James Bond in Long Lost Love – Review – 3 August 2020 Overall, this seems more of a Bond parody along the lines of a low budget and low talent Austin Powers movie. The writing seems over dramatic which is overshadowed by poor punctuation, lack of character introductions, and overall confusion in logic. This script, if produced might have a small cult following along the lines of films such as, “Cave Women on Mars” or “Lair of the White Worm” (which has known celebrities and was better written). This script proved very difficult to read given the lack of correct formatting, punctuation errors, and general lack of cohesiveness in the dialog. I’m not quite sure what this was about. Now to the details… Page 1 – already too much exposition. As “wind blowing gently across the trees and the clouds are wispy” can’t really be “shown”, consider removing this from the script. “… a quiet night” will suffice. Later on the page, there is more exposition. It would be difficult, or not, to show a cat with a “standing bitch face”. Page 2 – the man repeats “people of London” twice? Did he think they didn’t hear him the first time? Page 2 – Where do the “people” come from all of a sudden? Are they out in the streets? Who are these people and where are they? Page 2 – It’s rather funny to me, not sure if intended that way, when the Man answers the people’s question of “Who’s this man?”. That was nice but if this script is meant to be a drama over a comedy, that question and answer dialog is not going to work. Page 3 – What’s the setting here? What year is it? $10M does not equate to a lot of money by today’s standards. However, if Bond is watching a black and white TV, are we to assume it’s the 60s in which case $10M is a lot? Page 14 – Bond “upholsters” his gun. Not going to work. A leather grip might be nice though. Page 14 – Too much exposition. No need for “felt a sharp pain…” You can’t “show” sharp pain. Also, the same paragraph is written in present and past tenses. Should all be kept in present tense - unless in dialog and talking about the past, present or future. I though “M” was always a woman. Here M seems to be a man. Towards the end, however, M shows back up as a woman. Characters are left a mystery until specific moments. While there might be a need for this on screen, in the script the character's identity should be revealed from his / her first line. Imagine the confusion while trying to have a table read or casting call.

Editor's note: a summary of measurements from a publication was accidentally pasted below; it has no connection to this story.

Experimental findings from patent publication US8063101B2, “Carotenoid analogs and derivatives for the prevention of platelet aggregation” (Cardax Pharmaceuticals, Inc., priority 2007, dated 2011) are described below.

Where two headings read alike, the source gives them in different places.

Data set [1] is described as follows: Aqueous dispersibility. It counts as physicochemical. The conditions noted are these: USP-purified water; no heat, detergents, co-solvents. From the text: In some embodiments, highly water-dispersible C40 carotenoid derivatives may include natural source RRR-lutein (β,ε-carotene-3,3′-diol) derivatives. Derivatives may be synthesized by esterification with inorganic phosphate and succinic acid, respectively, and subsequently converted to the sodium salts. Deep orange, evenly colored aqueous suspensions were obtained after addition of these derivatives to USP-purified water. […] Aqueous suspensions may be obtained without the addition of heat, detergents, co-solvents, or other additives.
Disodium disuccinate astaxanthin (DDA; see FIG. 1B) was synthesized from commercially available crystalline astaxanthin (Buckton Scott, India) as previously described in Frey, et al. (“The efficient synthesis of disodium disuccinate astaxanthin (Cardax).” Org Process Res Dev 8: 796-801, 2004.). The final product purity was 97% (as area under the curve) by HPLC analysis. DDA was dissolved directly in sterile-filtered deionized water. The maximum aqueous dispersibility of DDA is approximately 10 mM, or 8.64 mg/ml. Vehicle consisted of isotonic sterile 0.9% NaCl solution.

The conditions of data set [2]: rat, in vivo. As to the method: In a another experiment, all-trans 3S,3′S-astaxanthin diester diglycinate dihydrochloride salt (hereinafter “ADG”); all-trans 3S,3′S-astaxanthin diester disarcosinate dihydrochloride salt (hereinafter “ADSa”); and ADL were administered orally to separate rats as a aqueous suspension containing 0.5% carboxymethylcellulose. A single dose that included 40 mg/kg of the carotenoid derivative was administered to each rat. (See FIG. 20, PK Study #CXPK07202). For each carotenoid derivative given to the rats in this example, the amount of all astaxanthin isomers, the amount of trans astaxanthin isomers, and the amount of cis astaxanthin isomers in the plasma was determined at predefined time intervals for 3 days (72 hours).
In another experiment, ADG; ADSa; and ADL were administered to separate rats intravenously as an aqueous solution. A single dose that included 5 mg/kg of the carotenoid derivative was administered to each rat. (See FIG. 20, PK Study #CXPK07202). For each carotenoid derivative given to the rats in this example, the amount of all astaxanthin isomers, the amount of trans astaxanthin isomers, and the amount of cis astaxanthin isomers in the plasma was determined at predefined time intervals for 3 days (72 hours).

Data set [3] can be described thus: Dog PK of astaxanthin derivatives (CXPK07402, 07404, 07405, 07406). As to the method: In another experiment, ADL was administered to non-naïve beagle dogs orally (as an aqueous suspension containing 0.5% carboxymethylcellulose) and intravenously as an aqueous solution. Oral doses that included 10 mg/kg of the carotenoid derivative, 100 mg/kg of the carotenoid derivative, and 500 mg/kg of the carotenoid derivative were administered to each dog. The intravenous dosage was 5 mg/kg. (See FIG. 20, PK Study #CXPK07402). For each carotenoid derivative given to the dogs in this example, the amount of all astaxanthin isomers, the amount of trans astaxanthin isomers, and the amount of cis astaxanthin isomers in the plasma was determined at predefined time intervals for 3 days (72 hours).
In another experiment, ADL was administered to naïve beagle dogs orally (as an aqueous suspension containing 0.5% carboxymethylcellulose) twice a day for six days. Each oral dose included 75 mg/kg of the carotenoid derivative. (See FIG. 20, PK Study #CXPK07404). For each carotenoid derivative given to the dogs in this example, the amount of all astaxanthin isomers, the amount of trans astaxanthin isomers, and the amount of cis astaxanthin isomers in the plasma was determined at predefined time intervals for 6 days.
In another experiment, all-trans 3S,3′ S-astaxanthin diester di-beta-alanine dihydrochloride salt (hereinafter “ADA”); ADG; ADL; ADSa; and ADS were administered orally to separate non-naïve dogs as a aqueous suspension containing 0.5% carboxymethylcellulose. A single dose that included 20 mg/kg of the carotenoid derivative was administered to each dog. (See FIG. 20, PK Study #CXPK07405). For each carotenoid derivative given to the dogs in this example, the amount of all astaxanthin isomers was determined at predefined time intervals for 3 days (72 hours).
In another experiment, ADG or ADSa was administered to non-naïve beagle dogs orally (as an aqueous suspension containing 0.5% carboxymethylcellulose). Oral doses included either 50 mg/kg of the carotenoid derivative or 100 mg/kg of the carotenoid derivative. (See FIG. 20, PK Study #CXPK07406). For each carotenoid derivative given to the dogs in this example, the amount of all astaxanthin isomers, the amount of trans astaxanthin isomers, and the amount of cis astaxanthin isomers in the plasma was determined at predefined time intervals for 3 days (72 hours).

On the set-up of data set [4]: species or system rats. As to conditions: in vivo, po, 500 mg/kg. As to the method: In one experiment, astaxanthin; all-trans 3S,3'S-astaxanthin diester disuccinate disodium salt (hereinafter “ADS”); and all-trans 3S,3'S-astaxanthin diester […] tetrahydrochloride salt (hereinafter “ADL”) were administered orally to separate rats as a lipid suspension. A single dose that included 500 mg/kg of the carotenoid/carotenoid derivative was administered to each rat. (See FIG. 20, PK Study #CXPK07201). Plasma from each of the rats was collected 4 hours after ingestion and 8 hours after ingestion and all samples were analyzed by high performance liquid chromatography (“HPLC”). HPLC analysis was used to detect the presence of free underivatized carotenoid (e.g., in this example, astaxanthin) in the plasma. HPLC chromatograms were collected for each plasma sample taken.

Teen Gods – Review – 3 August 2020 Overall, I would rate this script 3 out of 5. Some of the dialog is bit forced even if supposed to be a teen show. Although the setting is high school with occasional mature elements and actions, based on the dialog, the demographic that would watch this show would be younger viewers, early teens, pre-teens. Of course, some of the content is not suitable for that age so there is a slight imbalance between content and dialog. The amount of exposition is bordering too much. While a vast majority of the script was able to “show” which is great, some “telling” here and there was evident. One nagging question I have is why are the Gods there in the first place? This was only briefly hinted at and never really answers that question. Zeus is gone. Where did he go? Did he banish everyone to earth? Is he renovating Olympus so they’ve been relocated? What happened? I particularly liked the flashback of Aphrodite and Hercules. It would be played out well and leaves room for witty banter / improv aside from the witty dialog. Cast right, the actors could easily make that one of the more memorable scenes. I also liked the plot twist at the end. Although I knew Ares was involved with Brian somehow, I would not have guessed that Athena would be tangled up in the mix. That was well done. Now to the details… Only on page 2, this seems like a pre-teen drama. The line where Jenna asks Malcolm, “Would you be my Valentine?” Perhaps consider a dialog more associated with high school age kids unless both are “charmed” by Aphrodite. Mother Hera says, “This helps with better bowel movement.” Should it be “movements”? Also, where does the bowel movement comment come from? Is she referring to Lady Hecate latest task for Aphrodite or does it have more to do with Aphrodite’s sitting position on the couch? It is not clear how this would be a natural response. On page 7, you detail Aphrodite’s sitting position. I suggest removing that to make your script read easier and quicker without that as a distraction. I like the flashback with Aphrodite and Hercules. Well done and would be good to see in action. When ending the flashback, clearly state “END FLASHBACK” instead of using “Present”. Please change “Daddy Zeus” for something like, “Dad” or even “Daddy” as childish as that sounds. “Daddy Zeus” seems more like Daddy Warbucks or something and provokes an image of an older version of Dale from Dale and Tucker vs. Evil. Not an image Zeus should elicit. Page 20. Hera’s comment on Medusa really does not make sense. I understand that one must suspend belief for a story to work, however, some things should be factually consistent. As Medusa did not “mature” into having snakes, it makes no sense that Aphrodite would “turn out like Medusa”. Also on Page 20, I think it would be better if Aphrodite read the details of Mary Winstead out loud for her mother to hear and then show her the phone. The actor could add expression in the reading. Nice twist at the end with Mary being Athena. I caught on that Mary was being directed by Ares but not until the very end right before it was revealed that Athena is Mary. Great twist and not foreseeable (by me anyway).